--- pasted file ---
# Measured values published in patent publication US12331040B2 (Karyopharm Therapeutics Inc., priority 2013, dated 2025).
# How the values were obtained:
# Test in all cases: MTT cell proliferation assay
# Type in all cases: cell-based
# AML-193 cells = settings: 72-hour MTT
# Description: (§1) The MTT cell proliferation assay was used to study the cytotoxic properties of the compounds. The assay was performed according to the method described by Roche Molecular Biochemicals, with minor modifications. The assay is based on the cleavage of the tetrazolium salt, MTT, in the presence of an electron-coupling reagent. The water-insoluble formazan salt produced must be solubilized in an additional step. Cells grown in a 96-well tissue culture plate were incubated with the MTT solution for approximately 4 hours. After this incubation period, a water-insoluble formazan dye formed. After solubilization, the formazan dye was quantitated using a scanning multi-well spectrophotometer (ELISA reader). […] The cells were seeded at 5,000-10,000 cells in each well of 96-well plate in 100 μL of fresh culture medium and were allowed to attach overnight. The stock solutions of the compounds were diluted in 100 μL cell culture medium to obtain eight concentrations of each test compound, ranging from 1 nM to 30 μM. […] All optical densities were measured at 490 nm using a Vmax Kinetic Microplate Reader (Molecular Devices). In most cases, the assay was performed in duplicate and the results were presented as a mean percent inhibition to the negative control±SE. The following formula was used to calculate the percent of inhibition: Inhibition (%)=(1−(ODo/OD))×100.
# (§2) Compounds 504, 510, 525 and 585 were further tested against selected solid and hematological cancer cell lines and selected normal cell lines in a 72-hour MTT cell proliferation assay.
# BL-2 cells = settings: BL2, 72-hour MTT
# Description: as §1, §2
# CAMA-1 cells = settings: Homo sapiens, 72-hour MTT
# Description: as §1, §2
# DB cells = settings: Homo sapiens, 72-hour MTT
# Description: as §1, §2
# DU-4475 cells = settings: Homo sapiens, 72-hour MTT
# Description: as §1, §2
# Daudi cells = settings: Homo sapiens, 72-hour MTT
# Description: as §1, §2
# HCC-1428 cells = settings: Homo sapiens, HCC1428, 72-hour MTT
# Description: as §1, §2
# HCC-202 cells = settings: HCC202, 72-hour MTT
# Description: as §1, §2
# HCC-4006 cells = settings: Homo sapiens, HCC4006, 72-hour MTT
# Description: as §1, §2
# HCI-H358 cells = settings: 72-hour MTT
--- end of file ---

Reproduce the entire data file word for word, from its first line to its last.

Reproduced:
# Measured values published in patent publication US12331040B2 (Karyopharm Therapeutics Inc., priority 2013, dated 2025).
# How the values were obtained:
# Test in all cases: MTT cell proliferation assay
# Type in all cases: cell-based
# AML-193 cells = settings: 72-hour MTT
# Description: (§1) The MTT cell proliferation assay was used to study the cytotoxic properties of the compounds. The assay was performed according to the method described by Roche Molecular Biochemicals, with minor modifications. The assay is based on the cleavage of the tetrazolium salt, MTT, in the presence of an electron-coupling reagent. The water-insoluble formazan salt produced must be solubilized in an additional step. Cells grown in a 96-well tissue culture plate were incubated with the MTT solution for approximately 4 hours. After this incubation period, a water-insoluble formazan dye formed. After solubilization, the formazan dye was quantitated using a scanning multi-well spectrophotometer (ELISA reader). […] The cells were seeded at 5,000-10,000 cells in each well of 96-well plate in 100 μL of fresh culture medium and were allowed to attach overnight. The stock solutions of the compounds were diluted in 100 μL cell culture medium to obtain eight concentrations of each test compound, ranging from 1 nM to 30 μM. […] All optical densities were measured at 490 nm using a Vmax Kinetic Microplate Reader (Molecular Devices). In most cases, the assay was performed in duplicate and the results were presented as a mean percent inhibition to the negative control±SE. The following formula was used to calculate the percent of inhibition: Inhibition (%)=(1−(ODo/OD))×100.
# (§2) Compounds 504, 510, 525 and 585 were further tested against selected solid and hematological cancer cell lines and selected normal cell lines in a 72-hour MTT cell proliferation assay.
# BL-2 cells = settings: BL2, 72-hour MTT
# Description: as §1, §2
# CAMA-1 cells = settings: Homo sapiens, 72-hour MTT
# Description: as §1, §2
# DB cells = settings: Homo sapiens, 72-hour MTT
# Description: as §1, §2
# DU-4475 cells = settings: Homo sapiens, 72-hour MTT
# Description: as §1, §2
# Daudi cells = settings: Homo sapiens, 72-hour MTT
# Description: as §1, §2
# HCC-1428 cells = settings: Homo sapiens, HCC1428, 72-hour MTT
# Description: as §1, §2
# HCC-202 cells = settings: HCC202, 72-hour MTT
# Description: as §1, §2
# HCC-4006 cells = settings: Homo sapiens, HCC4006, 72-hour MTT
# Description: as §1, §2
# HCI-H358 cells = settings: 72-hour MTT